showed up waving
real guns and badges,
I indicated
that as whatever we all did next
in response
was a social construct —

whether or not I went
easily, whether or not
they took me down, whether
I lived or died or they lived
or died in the attempt — 

none of it was real
and all of it
could be easily ignored.

They did not ignore a thing.

Went to trial,
a social construct.
Was judged guilty,
a social construct.
Did small time
in a real jail.
Came out marked and
civically blighted,
a social construct.

Race is a social construct.
It works better for me
than for many. That’s

real. Money is 
a social construct
that works better some days
than others for me,
better overall for some folks,
much worse overall
for others. That’s 
real. 

What’s real 
is a social construct

unless it’s a mountain
or a desert or a robin
or a lion or the skin
you’re in, the hair you
grow or do not grow,
the strength of your pulse

and how quickly it stirs
at the sobbing of a child,
the sight of blood on a cracked street,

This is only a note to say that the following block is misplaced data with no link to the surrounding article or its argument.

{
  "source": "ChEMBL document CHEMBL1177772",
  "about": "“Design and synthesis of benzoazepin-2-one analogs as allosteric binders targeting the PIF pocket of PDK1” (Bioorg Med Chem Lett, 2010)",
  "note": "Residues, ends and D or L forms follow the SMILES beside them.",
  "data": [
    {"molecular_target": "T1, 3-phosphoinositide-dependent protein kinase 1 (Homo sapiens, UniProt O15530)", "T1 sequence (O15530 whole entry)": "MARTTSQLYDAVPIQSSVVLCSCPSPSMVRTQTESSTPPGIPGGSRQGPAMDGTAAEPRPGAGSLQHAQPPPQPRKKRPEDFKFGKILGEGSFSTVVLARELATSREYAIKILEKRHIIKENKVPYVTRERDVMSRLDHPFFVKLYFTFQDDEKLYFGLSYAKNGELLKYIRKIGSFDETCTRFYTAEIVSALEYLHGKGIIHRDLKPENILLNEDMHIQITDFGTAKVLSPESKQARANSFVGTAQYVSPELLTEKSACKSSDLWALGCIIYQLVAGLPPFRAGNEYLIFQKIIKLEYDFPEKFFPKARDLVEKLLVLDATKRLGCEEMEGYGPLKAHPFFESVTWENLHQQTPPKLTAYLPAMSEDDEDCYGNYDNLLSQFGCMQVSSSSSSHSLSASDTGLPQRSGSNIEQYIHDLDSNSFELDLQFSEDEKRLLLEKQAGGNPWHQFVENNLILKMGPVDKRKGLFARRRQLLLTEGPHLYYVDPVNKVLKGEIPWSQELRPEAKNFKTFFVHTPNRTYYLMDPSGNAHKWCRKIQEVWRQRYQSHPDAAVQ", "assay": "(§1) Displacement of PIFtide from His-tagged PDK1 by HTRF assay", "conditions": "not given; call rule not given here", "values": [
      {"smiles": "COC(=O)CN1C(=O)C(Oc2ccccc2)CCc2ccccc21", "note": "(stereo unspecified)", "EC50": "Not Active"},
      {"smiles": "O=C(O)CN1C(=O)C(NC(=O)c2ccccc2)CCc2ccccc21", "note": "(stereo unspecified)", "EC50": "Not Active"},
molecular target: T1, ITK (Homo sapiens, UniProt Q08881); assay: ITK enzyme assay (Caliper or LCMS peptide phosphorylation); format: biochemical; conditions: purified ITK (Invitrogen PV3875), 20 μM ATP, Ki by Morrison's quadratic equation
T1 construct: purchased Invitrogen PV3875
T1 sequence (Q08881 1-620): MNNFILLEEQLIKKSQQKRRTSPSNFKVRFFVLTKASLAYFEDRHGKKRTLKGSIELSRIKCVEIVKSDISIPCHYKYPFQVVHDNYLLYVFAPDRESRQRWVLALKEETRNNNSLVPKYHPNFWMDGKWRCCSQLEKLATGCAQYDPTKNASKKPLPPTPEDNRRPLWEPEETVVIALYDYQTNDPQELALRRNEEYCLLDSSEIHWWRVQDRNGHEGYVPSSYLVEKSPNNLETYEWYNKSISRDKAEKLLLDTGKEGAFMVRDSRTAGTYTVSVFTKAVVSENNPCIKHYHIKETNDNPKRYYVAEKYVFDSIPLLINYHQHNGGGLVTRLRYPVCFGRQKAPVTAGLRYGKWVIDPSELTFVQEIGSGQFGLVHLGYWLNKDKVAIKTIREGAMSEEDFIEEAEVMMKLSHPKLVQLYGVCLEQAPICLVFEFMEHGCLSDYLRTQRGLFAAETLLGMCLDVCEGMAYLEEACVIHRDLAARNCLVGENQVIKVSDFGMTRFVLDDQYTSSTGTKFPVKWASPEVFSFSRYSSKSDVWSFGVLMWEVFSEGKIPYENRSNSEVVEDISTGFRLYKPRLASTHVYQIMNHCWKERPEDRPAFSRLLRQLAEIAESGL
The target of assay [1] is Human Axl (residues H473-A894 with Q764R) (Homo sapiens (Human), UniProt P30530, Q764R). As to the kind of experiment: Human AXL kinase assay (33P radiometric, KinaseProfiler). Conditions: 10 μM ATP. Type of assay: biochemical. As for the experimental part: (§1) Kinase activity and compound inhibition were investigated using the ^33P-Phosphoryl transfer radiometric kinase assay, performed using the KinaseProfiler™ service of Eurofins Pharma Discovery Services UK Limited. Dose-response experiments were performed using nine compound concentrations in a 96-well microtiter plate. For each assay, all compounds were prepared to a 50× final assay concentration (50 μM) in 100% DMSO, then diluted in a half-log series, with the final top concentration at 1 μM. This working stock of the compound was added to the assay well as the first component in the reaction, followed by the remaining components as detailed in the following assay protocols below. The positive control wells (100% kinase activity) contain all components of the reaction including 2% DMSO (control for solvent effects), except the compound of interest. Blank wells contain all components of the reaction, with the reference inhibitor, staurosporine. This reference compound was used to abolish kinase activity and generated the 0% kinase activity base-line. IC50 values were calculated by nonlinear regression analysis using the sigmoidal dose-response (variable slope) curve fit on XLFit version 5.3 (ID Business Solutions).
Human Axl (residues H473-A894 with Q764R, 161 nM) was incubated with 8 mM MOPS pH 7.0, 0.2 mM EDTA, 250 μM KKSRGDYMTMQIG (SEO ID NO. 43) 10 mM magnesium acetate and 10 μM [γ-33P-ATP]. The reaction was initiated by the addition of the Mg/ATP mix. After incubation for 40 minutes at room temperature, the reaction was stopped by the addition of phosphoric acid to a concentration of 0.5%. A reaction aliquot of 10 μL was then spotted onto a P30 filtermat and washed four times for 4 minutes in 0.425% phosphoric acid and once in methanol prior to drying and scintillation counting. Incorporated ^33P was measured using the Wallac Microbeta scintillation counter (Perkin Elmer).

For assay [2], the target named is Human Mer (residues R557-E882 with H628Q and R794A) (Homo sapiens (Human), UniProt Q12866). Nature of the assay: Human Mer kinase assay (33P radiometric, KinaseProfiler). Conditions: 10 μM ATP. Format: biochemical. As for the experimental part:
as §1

the jerk it makes as it slows and stops
in response to a bullet entering.

On the page, on the screen,
I’m a social construct
wishing this
was all I needed to be

to make real things,
to make things real.


Family Can Really Hang You Up The Most

Ever rumble
with your ghosts
by your side against
real live foes? Have you
ever reached into
your pocket for 
something to use as 
a weapon and found
a family history, once sharp
but now dull along the edge?
When you pulled it out
were you surprised by
how light it felt in your
hand and when you looked
at your hand were you shocked
that all you could see was 
your bones clutching
the dear dirty book?  Did you think
you were really going to get away
from all of them? They’re
your family, dead and never
gone, and they stick by you;
sometimes 
you fear them
and sometimes
you hate them
and sometimes 
they are all you have
to wield 
in battle. They can really
hang you up
the most, they can really
piss you off, they can really
look you in the eye.


Fold Your Head

You can’t keep going
forever. At some point
you fall over and wail